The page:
“Americans expect and deserve their interactions with the Federal Government to be simple, fast, and helpful.”
From:2018 Budget Analytical Perspective
Modern, citizen facing services are a key initiative of the Federal government. In fact, one of the Federal CIO’s three core objectives as identified in the 2018 Federal IT budget is delivering world-class digital services. However, when comparing federal digital interactions and the customer experience against their commercial counterparts, statistics show that the federal government lags far behind.
In the 2017 US Federal Customer Experience Index, Forrester compared 15 federal agencies and programs against their private sector counterparts. The federal agencies ranked significantly lower than any of the private sector industries studied, with 80 percent falling into the lowest two categories of the CX index. Equally important, this average score was statistically unchanged from the prior year study. Two-thirds of the agencies studied had scores that have remained the same for multiple years. Not only were they ranked lower, they showed no progress toward improvement.
At the recent Forrester CXDC event in Washington, DC on September 13, 2017, Forrester’s Rick Parrish stated that “Digital CX lags [in government] and the gap is widening” [between the private sector]. At the same event, Forrester’s Margaret Rodriguez further added to the case against Federal websites by stating that “two out of three citizens have negative experiences when they interact digitally.”
So why isn’t Federal government citizen experience showing signs of improvement? Federal IT and technology spending has been increasing steadily for almost a decade. According to the Office of Management and Budget, general IT spending has increased 14% between fiscal years 2011 and 2018. Funding wouldn’t appear to be an issue.
Moreover, the Federal government has citizen feedback surveys in place across the majority of its main websites. A recent report, compiling customer experience data from 90% of Federal Executive agencies, shows that over a ten year period these agencies have received data that shows their “satisfaction scores” as 70’s on a scale of 100. All signs are pointing toward the government taking the right steps, but why then aren’t we seeing a proportionate improvement in the citizen experience?
While the government believes it is listening to citizens on its digital properties and resourcing digital services appropriately, the government is stuck in a dual trap. First, agencies are not meaningfully engaging citizens on their digital properties, asking for contextual feedback at critical moments of truth. Second, the federal government is not taking action on that feedback, utilizing the insights from citizens to both follow-up with them and prioritize improvement investments based on citizen feedback.
Prioritize Digital Engagement and Feedback Collection:
Today, most federal agencies gather one size fits all metrics. Rather than using an agile approach to listening, using multiple contextual surveys strategically positioned at critical moments in a citizen’s journey, the approach today utilizes the same thirty-plus question model no matter when a citizen decides to take the survey. This approach doesn’t provide an experience that makes feedback meaningful. It turns citizens into data points, focusing on scores, and not on the real citizens having digital experiences with the Federal government.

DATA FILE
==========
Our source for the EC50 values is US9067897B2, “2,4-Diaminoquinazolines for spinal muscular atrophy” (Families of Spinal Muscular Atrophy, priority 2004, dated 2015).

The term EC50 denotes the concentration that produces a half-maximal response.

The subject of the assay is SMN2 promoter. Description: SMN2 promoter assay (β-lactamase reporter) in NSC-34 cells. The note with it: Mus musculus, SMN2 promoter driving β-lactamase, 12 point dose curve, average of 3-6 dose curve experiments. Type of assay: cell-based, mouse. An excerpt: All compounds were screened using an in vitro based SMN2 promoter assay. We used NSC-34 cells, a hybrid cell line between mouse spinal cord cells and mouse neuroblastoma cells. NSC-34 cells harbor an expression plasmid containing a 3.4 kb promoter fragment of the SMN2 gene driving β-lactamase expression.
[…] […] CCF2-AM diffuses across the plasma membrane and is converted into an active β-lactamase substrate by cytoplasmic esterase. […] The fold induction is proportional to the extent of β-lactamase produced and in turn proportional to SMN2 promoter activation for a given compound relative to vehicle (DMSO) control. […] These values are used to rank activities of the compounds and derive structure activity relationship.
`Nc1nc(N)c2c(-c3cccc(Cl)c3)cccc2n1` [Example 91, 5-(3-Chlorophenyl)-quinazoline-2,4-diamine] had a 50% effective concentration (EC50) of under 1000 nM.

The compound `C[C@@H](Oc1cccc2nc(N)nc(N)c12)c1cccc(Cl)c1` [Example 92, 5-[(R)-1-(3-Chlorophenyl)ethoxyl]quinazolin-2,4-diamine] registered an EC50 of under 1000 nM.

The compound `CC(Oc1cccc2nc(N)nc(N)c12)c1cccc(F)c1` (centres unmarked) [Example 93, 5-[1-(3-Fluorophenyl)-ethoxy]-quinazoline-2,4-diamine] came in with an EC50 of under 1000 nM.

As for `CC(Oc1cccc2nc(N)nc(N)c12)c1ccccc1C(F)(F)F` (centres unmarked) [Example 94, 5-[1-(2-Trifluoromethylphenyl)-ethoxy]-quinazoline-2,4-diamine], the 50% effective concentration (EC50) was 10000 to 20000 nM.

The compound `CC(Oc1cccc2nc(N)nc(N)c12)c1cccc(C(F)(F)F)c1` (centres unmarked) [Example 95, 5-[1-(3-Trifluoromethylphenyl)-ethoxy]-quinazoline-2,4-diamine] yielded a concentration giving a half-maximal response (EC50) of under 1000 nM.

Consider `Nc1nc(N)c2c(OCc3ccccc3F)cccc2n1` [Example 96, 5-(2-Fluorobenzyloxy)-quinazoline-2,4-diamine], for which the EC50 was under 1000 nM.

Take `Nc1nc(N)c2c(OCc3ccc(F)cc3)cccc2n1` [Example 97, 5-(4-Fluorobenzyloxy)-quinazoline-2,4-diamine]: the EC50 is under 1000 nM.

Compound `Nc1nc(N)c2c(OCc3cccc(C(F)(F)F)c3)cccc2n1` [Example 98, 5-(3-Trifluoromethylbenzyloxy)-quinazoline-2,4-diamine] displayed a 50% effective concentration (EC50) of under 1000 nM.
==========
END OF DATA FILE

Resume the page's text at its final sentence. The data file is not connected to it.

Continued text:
Take Action and Focus on Improvement:
Utilizing this one-sized fits all approach doesn’t allow the agency to know where and how a citizen had a problem. Often feedback isn’t tied to a specific page or moment, abstracting what steps should be taken to fix the problem. Moreover, this inflexible approach doesn’t enable a digital team to test new innovation and get rapid feedback on improvements and new features. Listening to citizens, understanding what they are saying on what page and at what point in the journey, and making this dialogue easy for them will first open up the funnel of feedback. By getting more feedback tied to specific moments, agencies can contextualize issues and quickly focus resources to fix the issues citizens are telling them they want addressed. Not only does this provide a greater return on the investment of resources, it helps provide a better experience!
Our citizens deserve a better digital experience. Listening actively and intelligently in a manner that enables action across all digital properties is the first step. This can only be accomplished by engaging citizens in a contextual manner across all of web and mobile channels, iterating in an agile, self-service manner, and integrating digital insights into rapid innovation to keep pace with citizens’ changing needs and behaviors.
Easy feedback collection, contextual to the moment, and enabling rapid action.
This is the recipe for transforming the overall citizen experience online and giving citizens the “simple, fast, and helpful” digital experiences they expect and deserve.
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Photo Credit: Rodion Kutsaev